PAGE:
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Seven School Curriculum Types and their

Classroom Implications
Allan Grathon (2000), as cited by Bilbao et al. (2008), describes the seven types of
curriculum as follows:

1. Recommended Curriculum

 Perhaps you have asked these questions: Why should I take all these
subjects and follow the course flow religiously? Why is there a need to
implement the K to 12? The answer is simple! The Ministry of Education,
the Commission on Higher Education, or any professional organization can
recommend and implement a curriculum.
 In the Philippines, for example, what is being implemented by the
Department of Education (DepEd) or the Commission on Higher Education
(CHEd) is an example of a recommended curriculum.
 In some cases, a law making body like the congress and the senate, or a
university or a school can recommend a subject, a course, or any
academic program which is deemed necessary for national identity and
security, for environmental protection and sustainable development,
among others.

2. Written Curriculum

 This refers to a lesson plan or syllabus written by teachers. Another


example is the one written by curriculum experts with the help of subject
teachers. This kind of written curriculum needs to be pilot tested or tried
out in sample schools to determine its effectiveness.

3. Taught Curriculum

 This is about the implementation of the written curriculum. Whatever is


being taught or an activity being done in the classroom is a taught
curriculum. So, when teachers give a lecture, initiate group work, or ask
students to do a laboratory experiment with the their guidance, the taught
curriculum is demonstrated. This curriculum contains different teaching
styles and learning styles to address the students’ needs and interests.

4. Supported Curriculum

 Instructional materials, such as textbooks, audio visual materials, blogs,


wikis, and others are examples of support curriculum. Other examples are
playgrounds, zoos, gardens, museums, and real life objects. It is called
supported curriculum because it helps teachers implement a written
curriculum thus enables the students to become life-long learners.

5. Assessed Curriculum

 When students take a quiz or the mid-term and final exams, these series
of evaluations is the so-called assessed curriculum. Teachers may use the
pencil and paper tests, and authentic assessments like portfolio and
performance based assessments in order to know if the students are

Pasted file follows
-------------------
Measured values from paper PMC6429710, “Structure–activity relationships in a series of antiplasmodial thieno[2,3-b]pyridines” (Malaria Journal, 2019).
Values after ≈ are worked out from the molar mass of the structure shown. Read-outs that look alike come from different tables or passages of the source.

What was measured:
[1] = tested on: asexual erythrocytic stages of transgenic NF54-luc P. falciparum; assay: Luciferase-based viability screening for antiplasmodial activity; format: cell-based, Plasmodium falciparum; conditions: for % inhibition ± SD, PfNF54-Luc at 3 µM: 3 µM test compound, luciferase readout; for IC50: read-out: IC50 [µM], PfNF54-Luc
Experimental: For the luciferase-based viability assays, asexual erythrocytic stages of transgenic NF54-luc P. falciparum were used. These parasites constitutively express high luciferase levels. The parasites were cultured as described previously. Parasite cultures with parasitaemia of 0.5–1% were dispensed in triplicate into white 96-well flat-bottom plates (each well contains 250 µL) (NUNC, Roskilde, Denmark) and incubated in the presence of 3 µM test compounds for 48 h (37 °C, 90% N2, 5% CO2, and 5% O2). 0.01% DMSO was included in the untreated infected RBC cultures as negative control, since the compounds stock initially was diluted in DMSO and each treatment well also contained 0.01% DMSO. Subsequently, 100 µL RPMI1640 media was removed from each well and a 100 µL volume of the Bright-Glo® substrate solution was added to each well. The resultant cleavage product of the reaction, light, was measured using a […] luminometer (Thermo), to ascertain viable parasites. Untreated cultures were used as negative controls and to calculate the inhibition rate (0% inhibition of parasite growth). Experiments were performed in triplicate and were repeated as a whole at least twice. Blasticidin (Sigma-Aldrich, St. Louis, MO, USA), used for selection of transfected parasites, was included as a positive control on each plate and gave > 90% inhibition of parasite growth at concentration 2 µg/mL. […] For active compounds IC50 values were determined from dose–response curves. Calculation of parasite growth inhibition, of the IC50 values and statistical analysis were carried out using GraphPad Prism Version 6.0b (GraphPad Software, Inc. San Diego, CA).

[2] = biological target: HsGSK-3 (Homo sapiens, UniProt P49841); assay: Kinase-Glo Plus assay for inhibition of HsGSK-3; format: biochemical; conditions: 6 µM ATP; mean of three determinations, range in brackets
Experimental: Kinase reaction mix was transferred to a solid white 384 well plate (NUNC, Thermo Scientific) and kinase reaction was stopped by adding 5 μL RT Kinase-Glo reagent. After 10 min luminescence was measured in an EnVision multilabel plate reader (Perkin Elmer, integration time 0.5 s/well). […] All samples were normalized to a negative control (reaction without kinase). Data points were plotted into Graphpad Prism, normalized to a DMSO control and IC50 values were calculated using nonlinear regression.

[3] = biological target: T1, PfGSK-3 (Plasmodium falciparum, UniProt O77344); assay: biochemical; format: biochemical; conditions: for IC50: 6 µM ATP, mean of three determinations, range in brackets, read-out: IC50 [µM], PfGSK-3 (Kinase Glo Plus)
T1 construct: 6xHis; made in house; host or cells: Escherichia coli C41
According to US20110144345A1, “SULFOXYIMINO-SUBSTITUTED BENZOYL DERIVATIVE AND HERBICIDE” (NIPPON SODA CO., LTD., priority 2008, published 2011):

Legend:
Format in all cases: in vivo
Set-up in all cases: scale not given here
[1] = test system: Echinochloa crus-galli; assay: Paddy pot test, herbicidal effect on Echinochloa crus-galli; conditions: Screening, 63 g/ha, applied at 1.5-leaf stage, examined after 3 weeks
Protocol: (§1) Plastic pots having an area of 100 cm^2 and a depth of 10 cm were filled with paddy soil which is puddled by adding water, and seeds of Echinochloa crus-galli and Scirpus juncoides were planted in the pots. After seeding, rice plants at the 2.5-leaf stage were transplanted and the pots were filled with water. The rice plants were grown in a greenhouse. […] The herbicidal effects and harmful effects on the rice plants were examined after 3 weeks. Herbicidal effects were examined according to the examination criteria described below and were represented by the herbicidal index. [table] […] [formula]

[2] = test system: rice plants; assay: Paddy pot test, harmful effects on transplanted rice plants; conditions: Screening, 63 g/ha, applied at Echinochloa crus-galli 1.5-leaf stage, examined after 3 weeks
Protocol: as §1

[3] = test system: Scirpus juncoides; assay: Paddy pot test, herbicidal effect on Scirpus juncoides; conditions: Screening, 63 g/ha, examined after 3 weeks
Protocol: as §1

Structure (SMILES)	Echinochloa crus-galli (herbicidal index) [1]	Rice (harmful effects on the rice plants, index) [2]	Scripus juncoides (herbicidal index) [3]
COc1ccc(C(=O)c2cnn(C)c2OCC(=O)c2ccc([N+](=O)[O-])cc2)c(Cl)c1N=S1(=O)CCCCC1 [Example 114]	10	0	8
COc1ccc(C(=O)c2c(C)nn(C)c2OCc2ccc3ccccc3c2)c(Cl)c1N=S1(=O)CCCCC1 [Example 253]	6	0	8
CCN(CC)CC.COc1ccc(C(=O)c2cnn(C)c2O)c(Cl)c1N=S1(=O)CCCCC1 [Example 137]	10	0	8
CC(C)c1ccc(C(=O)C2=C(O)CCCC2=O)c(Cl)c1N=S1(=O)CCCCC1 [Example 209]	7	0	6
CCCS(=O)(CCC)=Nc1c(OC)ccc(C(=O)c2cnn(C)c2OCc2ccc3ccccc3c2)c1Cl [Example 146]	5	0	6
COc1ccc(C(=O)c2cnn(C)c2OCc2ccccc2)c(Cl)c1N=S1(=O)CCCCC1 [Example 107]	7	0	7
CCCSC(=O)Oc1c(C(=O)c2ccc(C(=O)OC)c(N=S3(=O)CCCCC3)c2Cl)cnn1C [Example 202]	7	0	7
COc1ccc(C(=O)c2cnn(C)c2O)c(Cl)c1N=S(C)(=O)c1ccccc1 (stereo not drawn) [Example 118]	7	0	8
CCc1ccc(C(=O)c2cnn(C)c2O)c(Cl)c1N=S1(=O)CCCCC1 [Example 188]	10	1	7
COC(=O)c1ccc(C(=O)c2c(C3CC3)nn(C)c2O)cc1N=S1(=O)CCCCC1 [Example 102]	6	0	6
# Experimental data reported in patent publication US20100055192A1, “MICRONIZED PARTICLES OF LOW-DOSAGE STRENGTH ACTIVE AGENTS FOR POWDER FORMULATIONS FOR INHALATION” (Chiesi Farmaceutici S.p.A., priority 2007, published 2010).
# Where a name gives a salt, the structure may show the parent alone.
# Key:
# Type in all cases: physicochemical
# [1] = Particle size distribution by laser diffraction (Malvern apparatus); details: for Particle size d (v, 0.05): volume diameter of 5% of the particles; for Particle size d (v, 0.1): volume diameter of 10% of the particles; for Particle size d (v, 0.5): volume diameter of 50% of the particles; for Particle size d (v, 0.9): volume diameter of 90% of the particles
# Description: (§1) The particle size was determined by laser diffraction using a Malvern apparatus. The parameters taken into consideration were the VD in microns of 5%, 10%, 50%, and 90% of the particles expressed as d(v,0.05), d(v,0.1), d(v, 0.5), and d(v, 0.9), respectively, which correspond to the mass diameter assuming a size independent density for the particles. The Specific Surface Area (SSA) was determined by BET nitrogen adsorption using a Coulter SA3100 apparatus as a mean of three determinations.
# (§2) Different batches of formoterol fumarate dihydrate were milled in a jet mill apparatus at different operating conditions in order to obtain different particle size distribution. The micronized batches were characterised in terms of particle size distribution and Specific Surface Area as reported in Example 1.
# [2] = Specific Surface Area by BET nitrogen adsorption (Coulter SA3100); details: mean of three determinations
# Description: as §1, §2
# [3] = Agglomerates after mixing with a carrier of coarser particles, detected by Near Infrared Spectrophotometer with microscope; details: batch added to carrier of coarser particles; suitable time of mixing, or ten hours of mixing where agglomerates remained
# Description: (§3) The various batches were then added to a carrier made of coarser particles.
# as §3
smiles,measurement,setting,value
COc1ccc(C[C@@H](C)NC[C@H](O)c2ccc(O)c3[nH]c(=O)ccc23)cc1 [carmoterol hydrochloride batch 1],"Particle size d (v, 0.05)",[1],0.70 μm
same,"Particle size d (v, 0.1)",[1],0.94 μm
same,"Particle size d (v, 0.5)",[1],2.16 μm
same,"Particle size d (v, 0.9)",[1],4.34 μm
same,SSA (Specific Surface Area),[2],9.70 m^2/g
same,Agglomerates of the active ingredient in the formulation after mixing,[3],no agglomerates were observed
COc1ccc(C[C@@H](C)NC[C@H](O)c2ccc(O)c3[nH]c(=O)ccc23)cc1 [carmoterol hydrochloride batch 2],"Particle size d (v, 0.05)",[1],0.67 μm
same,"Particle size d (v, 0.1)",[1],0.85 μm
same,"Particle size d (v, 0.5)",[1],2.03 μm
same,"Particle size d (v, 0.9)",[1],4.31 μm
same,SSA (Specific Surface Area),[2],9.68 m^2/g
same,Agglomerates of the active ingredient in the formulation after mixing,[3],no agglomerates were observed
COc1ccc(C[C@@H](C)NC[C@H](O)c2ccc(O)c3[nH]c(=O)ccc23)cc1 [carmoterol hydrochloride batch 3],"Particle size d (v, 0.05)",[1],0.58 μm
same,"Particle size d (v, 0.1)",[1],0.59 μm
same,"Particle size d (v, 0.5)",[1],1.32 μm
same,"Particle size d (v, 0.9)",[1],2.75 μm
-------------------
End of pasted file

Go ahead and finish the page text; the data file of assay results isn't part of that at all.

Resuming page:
progressing or not.

6. Learned Curriculum

 This type of curriculum indicates what the students have actually learned.
This can be measured through learning outcomes. A learning outcome can
be manifested by what students can perform or do either in their
cognitive, affective or psychomotor domains. The learning outcome can be
determined by the results of the tests, and it can be achieved by the
students through the use of learning objectives.

7. Hidden Curriculum

 This refers to the unplanned or unintended curriculum but plays an


important role in learning.

Now, let’s discuss some classroom implications of the different types of


curriculum by taking the following situation as example.

Let’s assume that you are a college student taking up Bachelor of Secondary
Education, major in English. Your course or degree program is a recommended
curriculum prescribed by CHED. The syllabi given to you by your teachers are the
written curriculum. When your teachers start to teach, that is a taught curriculum. And
when they ask you to use the internet and search information about a given topic, this
is a supported curriculum.

Furthermore, teachers need to evaluate your performance. So, when you are
given a test or exam that is the assessed curriculum. The results of the assessed
curriculum will determine what you have actually learned – and that is the so-called
learned curriculum. However, the hidden curriculum can affect what will be taught and
assessed by your teachers, and eventually may affect what you will learn.

To sum it up, curriculum is not only about a course or a simple listing of subjects
but it is the total learning experience of students as indicated by the seven types of
curriculum.
Reference

Bilbao, P. P., Lucido, P. I., Iringan, T. C., and R. B. Javier (2008). Curriculum
development. Quezon City: Lorimar Publishing, Inc.